Gerhard Rühm: we assumed that the way people think corresponds to the condition of their language, and that therefore exploring language also entails a substantial investigation of people. new forms of expression modify language and thus have an effect on the ways people think and their image of the world. at the time we took important theoretical impulses from ludwig wittgenstein’s and fritz mauthner’s critique of language, as well as neopositivist approaches in the “vienna circle” such as the ideas of moritz schlick, who was murdered by a christian fanatic. one should certainly never forget that language is always an instrument of power. when i address the basic elements of language in a very purist fashion, beginning at zero, so to speak, then this should also be seen as an attempt to purify language from its barbaric treatment under the nazis. the political element of “concrete poetry” lies in the radical democratization of language. if you dissolve the hierarchical principle of the sentence, for example, and see the single words as equally valid elements, then in a metaphorical sense this is a radically democratic and thus also political operation.

Heike Eipeldauer: Did the universal investigation of language also include looking at dialects?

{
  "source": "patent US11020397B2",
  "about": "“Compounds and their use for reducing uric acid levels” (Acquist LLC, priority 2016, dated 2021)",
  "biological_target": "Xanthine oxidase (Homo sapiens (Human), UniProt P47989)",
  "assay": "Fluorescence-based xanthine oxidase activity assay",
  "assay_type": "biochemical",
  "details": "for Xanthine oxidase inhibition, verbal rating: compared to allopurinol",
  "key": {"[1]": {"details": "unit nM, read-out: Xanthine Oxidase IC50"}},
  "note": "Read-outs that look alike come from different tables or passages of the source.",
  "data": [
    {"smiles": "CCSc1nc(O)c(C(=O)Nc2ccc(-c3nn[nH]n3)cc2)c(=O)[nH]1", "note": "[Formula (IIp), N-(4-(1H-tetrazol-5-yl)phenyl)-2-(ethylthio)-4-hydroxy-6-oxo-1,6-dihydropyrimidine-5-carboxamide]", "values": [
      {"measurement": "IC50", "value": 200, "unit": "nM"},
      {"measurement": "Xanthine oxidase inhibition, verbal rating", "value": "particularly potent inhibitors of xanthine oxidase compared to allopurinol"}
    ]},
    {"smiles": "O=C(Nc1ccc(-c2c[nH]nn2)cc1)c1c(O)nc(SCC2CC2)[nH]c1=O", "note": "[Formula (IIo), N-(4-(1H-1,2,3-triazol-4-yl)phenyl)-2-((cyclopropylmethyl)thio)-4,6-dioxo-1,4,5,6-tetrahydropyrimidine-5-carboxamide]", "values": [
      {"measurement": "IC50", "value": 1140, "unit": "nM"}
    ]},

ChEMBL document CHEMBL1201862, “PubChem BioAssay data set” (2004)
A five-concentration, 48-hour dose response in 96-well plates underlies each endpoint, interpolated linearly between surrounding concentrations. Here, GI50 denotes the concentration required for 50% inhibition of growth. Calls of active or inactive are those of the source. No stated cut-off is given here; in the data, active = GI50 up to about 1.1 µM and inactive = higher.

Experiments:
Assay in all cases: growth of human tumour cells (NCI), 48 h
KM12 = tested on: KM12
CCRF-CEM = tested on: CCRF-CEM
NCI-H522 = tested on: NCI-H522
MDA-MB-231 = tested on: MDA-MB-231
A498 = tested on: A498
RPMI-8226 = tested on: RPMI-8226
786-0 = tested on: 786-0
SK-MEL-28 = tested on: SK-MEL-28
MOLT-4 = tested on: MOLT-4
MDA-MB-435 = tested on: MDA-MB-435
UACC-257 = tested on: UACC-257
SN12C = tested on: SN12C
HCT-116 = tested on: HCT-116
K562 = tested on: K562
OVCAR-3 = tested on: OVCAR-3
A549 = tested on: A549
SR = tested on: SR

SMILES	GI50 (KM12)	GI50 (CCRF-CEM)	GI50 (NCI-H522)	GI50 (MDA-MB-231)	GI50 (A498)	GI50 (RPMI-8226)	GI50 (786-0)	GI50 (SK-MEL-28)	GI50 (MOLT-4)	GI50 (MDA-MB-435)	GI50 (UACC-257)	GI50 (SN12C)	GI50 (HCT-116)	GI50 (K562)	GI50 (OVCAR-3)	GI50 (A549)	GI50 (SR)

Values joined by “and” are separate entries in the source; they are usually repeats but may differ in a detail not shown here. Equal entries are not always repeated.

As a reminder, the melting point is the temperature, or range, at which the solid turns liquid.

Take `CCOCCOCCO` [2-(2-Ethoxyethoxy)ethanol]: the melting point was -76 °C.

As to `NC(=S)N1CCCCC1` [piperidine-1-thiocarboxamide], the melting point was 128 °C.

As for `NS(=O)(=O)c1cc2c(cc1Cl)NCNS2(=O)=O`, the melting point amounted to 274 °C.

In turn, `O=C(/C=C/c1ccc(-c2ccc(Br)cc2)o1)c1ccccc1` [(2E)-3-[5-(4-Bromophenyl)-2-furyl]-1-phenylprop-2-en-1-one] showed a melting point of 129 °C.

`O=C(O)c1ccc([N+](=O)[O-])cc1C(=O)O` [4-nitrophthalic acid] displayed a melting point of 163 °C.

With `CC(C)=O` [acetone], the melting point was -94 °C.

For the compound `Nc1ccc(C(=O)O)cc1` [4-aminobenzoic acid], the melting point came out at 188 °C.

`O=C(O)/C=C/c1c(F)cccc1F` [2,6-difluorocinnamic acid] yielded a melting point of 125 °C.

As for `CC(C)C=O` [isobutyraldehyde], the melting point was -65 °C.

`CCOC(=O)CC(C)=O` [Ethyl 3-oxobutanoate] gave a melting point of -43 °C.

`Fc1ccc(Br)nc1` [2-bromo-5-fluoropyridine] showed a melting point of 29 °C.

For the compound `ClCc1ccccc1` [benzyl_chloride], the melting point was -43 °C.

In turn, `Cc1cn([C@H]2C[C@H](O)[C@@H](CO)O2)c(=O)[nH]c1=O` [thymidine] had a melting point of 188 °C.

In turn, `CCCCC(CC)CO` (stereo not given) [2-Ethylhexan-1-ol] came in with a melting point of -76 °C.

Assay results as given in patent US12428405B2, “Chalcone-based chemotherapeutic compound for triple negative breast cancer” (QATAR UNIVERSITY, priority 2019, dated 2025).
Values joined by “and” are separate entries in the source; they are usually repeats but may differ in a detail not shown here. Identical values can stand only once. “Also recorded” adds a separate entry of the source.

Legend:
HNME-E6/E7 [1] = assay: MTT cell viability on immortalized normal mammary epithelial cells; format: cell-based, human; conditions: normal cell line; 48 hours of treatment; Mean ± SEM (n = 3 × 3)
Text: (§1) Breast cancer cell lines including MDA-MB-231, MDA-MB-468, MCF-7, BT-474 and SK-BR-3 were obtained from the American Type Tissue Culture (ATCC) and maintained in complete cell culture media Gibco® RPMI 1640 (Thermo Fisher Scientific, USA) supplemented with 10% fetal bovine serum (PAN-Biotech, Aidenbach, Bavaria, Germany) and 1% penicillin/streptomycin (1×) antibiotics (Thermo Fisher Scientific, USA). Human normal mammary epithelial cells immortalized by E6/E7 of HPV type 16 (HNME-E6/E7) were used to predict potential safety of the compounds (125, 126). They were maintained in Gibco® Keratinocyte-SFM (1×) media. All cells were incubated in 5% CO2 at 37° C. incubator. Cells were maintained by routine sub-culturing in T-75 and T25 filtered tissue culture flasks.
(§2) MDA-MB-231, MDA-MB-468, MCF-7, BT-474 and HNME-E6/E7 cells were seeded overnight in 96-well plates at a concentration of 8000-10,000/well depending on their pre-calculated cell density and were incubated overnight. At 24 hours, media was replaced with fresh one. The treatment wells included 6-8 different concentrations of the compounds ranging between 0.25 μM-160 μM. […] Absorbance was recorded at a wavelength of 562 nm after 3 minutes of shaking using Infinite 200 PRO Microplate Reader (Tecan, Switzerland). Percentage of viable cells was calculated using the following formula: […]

Gerhard Rühm: if you address language as a holistic phenomenon then you cannot avoid also looking at dialects as forms of everyday usage. h. c. artmann and I developed a new alienating form of dialect poetry, from an “abstract” perspective to recording the Viennese dialect in sounds alone. but we came to dialect in a rather anecdotal fashion. in 1954 we were sitting and talking in cafe glory, as we often did at the time, and h. c. artmann got rather angry about the poor translations of lorca by enrique beck. artmann was convinced that certain dialect passages in lorca had to be translated into the dialect of the target language, which beck had unfortunately not done. as we were talking we also mentioned the rich sound world of the vienna dialect, and then quickly had the idea of writing a new kind of viennese dialect poetry. the very next evening artmann brought along his first attempts that we found really delightful. i then immediately joined the endeavor, and as a result numerous dialect poems as we wanted them were written over several years, meaning that they differed completely from the staid “literal Vienna” poems of josef weinheber. at the same time i also wrote a number of short “experimental” plays for theater in dialect, and artmann wrote his wonderful play “no pepper for czermak.” at the time we were often accused of fouling our own nest, and this probably was mainly due to these dialect works that took the undeniably macabre viennese dialect to extremes.